In a computer system or network, a runbook is a compilation of routine procedures and operations that the system administrator or operator carries out. System administrators in IT departments and NOCs use runbooks as a reference.
Runbooks can be in either electronic or in physical book form. Typically, a runbook contains procedures to begin, stop, supervise, and debug the system. It may also describe procedures for handling special requests and contingencies. An effective runbook allows other operators, with prerequisite expertise, to effectively manage and troubleshoot a system.
Through runbook automation, these processes can be carried out using software tools in a predetermined manner. In addition to automating IT specific processes, the results of the runbook can be presented on-screen back to the user or Service Desk engineer. Multiple runbooks can be linked together using a Decision Tree to provide users with interactive troubleshooting and guided procedures.
Operational runbooks may be tied to ITIL incidents to allow repeatable processes supporting specific aspects of the service catalog. The runbook is typically divided into routine automated processes and routine manual processes. The runbook catalog begins with an index of processes covered and may be broken down in outline form to align the processes to the major elements they support in the service catalog. A runbook is a compilation of routine procedures and operations that the system administrator or operator carries out.
The documentation for running a task, whether in electronic or paper form, is called a runbook. Sometimes written as "run book," it may supplement bullet-pointed steps with error messages (and what to do) and flowcharts.
Runbook automation (RBA) is the ability to define, build, orchestrate, manage, and report on workflows that support system and network operational processes. Areas of a business ideal for IT automation are Operations Teams, Service Desk, Network Operations Center's (NOC's), Cloud Operations, Integrations, and Automation Center of Excellence (CoE).
A runbook workflow can potentially interact with all types of infrastructure elements, such as applications, databases, and hardware - using a variety of communication methods such as command-line interfaces (CLI), HTTP REST and SOAP API's, SSH sessions, scripts, utilities, and code libraries.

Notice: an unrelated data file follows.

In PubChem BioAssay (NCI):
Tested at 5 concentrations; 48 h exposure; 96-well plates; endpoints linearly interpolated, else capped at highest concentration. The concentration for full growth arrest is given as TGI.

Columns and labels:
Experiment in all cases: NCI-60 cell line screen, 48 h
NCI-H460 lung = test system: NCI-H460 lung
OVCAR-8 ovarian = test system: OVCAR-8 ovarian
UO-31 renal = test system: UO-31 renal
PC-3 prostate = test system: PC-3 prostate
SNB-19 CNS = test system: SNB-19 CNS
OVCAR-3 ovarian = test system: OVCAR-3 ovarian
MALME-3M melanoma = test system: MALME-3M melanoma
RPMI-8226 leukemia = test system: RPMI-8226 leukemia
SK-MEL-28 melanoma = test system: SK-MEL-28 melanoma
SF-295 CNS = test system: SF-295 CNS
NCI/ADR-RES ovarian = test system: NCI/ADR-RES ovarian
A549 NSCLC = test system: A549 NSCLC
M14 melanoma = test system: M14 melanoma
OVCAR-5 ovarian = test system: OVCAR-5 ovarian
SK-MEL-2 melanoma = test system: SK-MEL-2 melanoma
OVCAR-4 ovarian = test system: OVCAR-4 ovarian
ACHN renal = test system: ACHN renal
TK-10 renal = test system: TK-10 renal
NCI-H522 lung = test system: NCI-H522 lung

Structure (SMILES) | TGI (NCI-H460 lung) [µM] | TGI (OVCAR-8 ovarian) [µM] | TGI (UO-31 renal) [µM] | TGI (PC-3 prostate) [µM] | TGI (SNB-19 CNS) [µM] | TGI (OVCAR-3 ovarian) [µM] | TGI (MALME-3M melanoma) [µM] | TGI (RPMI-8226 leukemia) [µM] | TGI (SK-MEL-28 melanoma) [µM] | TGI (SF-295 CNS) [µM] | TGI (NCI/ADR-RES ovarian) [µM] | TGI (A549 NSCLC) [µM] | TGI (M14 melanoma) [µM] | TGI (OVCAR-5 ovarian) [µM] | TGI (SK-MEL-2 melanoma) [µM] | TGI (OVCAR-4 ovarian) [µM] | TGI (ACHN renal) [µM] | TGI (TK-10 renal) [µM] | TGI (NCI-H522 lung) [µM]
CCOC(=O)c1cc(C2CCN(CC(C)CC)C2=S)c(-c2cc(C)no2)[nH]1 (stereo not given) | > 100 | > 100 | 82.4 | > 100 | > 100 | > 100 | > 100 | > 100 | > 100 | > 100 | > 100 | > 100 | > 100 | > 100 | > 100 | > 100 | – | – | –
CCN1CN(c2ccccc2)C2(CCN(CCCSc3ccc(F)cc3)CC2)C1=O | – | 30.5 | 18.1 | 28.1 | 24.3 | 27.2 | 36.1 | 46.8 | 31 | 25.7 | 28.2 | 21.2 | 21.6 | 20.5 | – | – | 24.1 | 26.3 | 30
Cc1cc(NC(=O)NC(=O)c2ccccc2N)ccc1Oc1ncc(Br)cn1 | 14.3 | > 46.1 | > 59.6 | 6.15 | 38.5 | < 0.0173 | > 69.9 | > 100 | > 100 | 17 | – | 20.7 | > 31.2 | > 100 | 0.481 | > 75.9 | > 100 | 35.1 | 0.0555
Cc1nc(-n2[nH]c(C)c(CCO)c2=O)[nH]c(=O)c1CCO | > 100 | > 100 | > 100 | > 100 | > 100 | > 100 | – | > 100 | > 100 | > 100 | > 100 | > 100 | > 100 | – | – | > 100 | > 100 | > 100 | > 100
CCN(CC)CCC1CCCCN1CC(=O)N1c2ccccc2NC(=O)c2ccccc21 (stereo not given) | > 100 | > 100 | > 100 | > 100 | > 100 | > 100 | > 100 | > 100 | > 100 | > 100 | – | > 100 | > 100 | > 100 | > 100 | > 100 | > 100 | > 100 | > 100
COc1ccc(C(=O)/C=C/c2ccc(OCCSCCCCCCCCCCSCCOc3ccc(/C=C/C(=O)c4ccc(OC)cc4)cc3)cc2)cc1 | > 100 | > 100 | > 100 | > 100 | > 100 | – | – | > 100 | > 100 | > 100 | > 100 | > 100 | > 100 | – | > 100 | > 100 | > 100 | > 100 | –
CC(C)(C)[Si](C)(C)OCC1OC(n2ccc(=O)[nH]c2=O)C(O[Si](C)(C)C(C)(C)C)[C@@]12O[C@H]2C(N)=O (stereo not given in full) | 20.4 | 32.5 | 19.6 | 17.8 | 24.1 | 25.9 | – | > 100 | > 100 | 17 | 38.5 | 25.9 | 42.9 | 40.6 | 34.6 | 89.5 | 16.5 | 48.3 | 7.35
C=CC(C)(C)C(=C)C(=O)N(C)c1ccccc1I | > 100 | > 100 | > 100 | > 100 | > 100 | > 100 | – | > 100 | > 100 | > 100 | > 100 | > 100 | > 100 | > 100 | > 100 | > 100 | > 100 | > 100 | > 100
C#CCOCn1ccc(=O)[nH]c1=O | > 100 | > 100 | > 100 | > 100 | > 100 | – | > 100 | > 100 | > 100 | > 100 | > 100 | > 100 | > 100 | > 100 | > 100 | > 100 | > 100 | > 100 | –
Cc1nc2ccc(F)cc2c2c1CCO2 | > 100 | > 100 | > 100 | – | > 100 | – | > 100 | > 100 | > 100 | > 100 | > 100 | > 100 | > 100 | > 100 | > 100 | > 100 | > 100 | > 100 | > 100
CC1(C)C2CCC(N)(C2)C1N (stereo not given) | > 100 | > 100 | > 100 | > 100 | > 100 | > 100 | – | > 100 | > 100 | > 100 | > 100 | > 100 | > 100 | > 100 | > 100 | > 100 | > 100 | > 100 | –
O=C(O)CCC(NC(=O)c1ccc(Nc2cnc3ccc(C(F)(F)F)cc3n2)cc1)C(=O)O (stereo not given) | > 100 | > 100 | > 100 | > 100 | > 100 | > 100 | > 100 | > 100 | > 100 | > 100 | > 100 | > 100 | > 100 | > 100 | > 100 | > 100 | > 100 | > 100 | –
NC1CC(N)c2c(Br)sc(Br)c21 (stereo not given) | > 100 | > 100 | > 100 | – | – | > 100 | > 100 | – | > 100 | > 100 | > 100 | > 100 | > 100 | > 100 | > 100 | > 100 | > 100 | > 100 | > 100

According to Gartner, the growth of RBA has coincided with the need for IT operations executives to enhance IT operations efficiency measures—including reducing mean time to repair (MTTR), increasing mean time between failures (MTBF), and automating the provisioning of IT resources. In addition, it is necessary to have the mechanisms to implement best practices (for example, implement and manage IT operations processes in line with the ITIL), increase the effectiveness of IT personnel (for example, automate repetitive tasks associated with IT operations processes), and have the tools to report on how well the processes are executed in line with established policies and service levels. Patents have been granted for various aspects of producing, improving, and using runbooks.
Some tools can incorporate a front-end or presentation layer (to the runbook) so that the results of the automated tasks are presented on-screen, sometimes even with red/amber/green traffic lights to visualise if a specific task completed successfully, or failed to execute correctly.
IBM Runbook Automation helps DevOps and IT Operations management teams to simplify and automate repetitive tasks.
Automate the collection of key troubleshooting information into an easy-to-read, color-coded dashboard to quickly find where the issue likely resides.
SMEs can document and design conditional logic that guides less-experienced agents through best practice procedures that pull in pre-built automations that overcome common hurdles related to system access and permissions.
What the operators need and want is a runbook for each application